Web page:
What is Mohs surgery?
Mohs surgery is a surgical technique used to remove skin cancer. It is a precise and highly effective method of removing skin cancers, where preserving as much healthy tissue as possible is important, such as the eyes, ears, lips, and face.
What does Mohs surgery stand for?
Mohs surgery is named after Dr. Frederic E. Mohs, the physician who developed the technique in the 1930s. The procedure is also sometimes referred to as Mohs micrographic surgery or Mohs chemosurgery.
What is the history of Mohs Surgery?
Frederic Edward Mohs, a general surgeon, developed the Mohs Micrographic Surgery technique in the 1930s to remove skin cancer. He was a medical student at the University of Wisconsin-Madison. The advantage of the Mohs procedure is it has a very high cure rate for treating skin cancers while maximally preserving surrounding healthy tissue.
Breakthrough in Experiments
Dr. Mohs began developing his treatment experimenting on rats, puppies, and other animals. The breakthrough came when he discovered that applying a combination of zinc chloride and bloodroot paste to malignant rat skin tissue allowed it to be removed surgically and examined under a microscope. This mixer became to be known as “Mohs Paste”. The process would take days to complete. He treated his first human patient on June 23, 1936.
Initial Response to Moh’s Findings
Mohs first tried to publish his findings and encouraged surgeons to learn the procedure. Initially, this was largely unsuccessful, as many surgeons were not comfortable learning skin pathology and laboratory techniques. Today, most Mohs procedures are performed by dermatologists, plastic surgeons, otolaryngologists, and pathologists.
Perry Robins and Modification of Moh’s Technique
Mohs’ technique was later modified by Perry Robins in the 1970s, using fresh-tissue frozen histology. Rather than using the anesthetic Mohs paste, a local anesthetic is used. The fresh skin specimen is then mounted on a cryostat, and frozen sections are examined. This allowed the tissue to be examined the same day and the complete procedure to be completed in one day. This method is now commonly referred to as Mohs surgery, and occasionally chemosurgery, in reference to the Mohs paste that Mohs initially used.
What are the advantages of Mohs surgery?
Examines 100 percent of tissue
The Mohs process examines 100 percent of the tissue margins under the microscope, whereas in standard surgical excision only 1 percent of the margins are examined microscopically. Mohs surgery also conserves the greatest amount of healthy tissue, giving you the smallest scar possible.
The procedure is cost-effective because of the cancer removal, microscopic evaluation and, in most cases, wound reconstruction is all done in one visit, and the cure rate is over 98 percent.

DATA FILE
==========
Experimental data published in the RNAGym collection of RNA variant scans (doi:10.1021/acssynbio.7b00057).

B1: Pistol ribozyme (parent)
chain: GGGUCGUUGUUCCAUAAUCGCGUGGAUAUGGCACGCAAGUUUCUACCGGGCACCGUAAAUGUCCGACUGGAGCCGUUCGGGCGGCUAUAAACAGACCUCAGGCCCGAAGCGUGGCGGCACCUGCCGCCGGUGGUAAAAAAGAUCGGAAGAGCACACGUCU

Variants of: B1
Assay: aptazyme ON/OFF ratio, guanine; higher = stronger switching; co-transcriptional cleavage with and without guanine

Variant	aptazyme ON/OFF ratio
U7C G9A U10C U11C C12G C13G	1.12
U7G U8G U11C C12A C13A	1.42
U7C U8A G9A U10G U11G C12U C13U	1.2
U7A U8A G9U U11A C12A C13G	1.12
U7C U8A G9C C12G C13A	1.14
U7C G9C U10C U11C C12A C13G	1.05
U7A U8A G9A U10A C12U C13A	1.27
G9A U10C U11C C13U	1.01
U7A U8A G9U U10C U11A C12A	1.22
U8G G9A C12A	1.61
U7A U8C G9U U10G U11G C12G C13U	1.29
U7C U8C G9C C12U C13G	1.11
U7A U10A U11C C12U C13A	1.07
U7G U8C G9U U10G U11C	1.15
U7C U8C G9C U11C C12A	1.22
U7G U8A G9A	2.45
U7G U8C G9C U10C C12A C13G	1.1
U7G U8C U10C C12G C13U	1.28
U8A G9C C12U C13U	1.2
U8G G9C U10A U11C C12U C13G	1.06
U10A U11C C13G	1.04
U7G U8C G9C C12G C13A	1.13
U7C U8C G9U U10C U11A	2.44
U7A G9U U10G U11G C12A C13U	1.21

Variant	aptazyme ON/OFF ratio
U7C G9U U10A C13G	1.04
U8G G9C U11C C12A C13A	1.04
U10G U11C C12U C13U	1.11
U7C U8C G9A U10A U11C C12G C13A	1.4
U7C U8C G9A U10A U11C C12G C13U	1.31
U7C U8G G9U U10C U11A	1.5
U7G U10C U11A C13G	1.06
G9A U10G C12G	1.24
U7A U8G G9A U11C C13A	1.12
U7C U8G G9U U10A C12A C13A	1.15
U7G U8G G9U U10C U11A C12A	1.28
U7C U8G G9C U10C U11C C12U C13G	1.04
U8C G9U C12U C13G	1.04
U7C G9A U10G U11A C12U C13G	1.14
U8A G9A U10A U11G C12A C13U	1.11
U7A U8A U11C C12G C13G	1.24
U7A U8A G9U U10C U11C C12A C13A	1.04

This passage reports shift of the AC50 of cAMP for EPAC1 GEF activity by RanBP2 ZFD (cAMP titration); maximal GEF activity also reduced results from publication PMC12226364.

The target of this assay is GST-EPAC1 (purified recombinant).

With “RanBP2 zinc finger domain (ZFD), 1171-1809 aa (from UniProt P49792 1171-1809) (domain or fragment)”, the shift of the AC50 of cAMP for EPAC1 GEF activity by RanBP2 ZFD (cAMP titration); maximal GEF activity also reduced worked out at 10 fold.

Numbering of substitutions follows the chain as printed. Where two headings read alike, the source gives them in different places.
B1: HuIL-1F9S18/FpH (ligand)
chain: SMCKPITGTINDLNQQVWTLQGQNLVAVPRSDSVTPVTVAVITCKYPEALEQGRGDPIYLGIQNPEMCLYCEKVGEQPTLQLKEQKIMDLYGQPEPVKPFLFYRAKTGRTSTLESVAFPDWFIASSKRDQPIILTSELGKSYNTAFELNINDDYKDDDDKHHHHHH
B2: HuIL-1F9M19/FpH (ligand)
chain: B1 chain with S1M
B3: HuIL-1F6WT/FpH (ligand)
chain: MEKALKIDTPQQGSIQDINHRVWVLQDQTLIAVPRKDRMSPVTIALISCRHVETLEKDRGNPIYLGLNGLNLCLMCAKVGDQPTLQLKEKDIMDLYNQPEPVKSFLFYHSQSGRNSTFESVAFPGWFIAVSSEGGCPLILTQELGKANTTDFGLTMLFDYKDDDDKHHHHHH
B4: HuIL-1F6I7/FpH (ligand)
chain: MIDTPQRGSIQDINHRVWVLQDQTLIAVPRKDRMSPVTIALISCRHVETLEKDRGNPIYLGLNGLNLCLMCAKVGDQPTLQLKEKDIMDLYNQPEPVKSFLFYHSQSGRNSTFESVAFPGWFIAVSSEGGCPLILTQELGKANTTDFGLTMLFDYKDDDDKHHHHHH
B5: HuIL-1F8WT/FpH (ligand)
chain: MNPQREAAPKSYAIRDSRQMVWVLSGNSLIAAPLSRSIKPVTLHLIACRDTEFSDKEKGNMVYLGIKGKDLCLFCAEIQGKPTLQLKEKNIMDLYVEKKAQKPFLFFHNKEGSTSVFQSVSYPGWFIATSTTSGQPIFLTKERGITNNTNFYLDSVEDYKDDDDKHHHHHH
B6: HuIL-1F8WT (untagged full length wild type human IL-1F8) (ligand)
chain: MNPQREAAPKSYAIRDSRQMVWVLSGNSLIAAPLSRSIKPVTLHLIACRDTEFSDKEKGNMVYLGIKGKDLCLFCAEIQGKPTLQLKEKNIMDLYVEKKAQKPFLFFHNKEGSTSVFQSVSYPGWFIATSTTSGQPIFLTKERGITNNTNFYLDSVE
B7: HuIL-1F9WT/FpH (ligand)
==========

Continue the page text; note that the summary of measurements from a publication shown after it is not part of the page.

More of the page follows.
Pathology sectioning method
The Mohs procedure is a pathology sectioning method that allows for the complete examination of the surgical margin. It is different from the standard bread loafing technique of sectioning, where random samples of the surgical margin are examined.
Am I a good candidate for Mohs Surgery?
Mohs surgery is indicated for basal and squamous cell carcinomas (BCCs and SCCs) with the following characteristics:
- Cancers on the nose, eyelids, lips, ears, hands, feet and genitals.
- Cancers that have recurred after initial treatment.
- Cancers that were not completely removed by other treatment techniques.
- Cancers with difficult-to-see borders.
- Cancers with morphic growth patterns.
It is also used for:
- Extramammary Paget’s disease
- Merkel Cell Carcinomas
- Sebaceous carcinomas
- Microcystic adnexal carcinomas
BCCs and SCCs on the abdomen, chest, back, arms and legs, standard treatments such as surgical excision, cryosurgery (freezing), curettage and electrodesiccation (scraping and burning) and topical medications may provide adequate therapy.
What are the cure rates for Mohs Surgery?
The clinical 5-year cure rates with Mohs surgery:
1. Review of 4085 cases of primary and recurrent cancer of face, scalp, and neck: Cure rate of 96.6%.
2. Review of 1065 cases of squamous cell carcinoma of face, scalp, and neck: Cure rate 94.8%.
3. Review of 2075 cases of basal cell cancer of the nose both primary and recurrent, cure rate 99.1%.
4. The cure rate for basal cell cancer of the ear, less than 1 cm, 124 cases, cure rate 100%.
5. The cure rate of basal cell cancer of the ear, 1 to 2 cm, 170 cases, 100%.
Mohs surgery is performed in four steps:
- Surgical removal of tissue (Surgical Oncology)
- Mapping the piece of tissue, freezing and cutting the tissue between 5 and 10 micrometers using a cryostat, and staining with hematoxylin and eosin (H&E) or other stains including Toluidine Blue.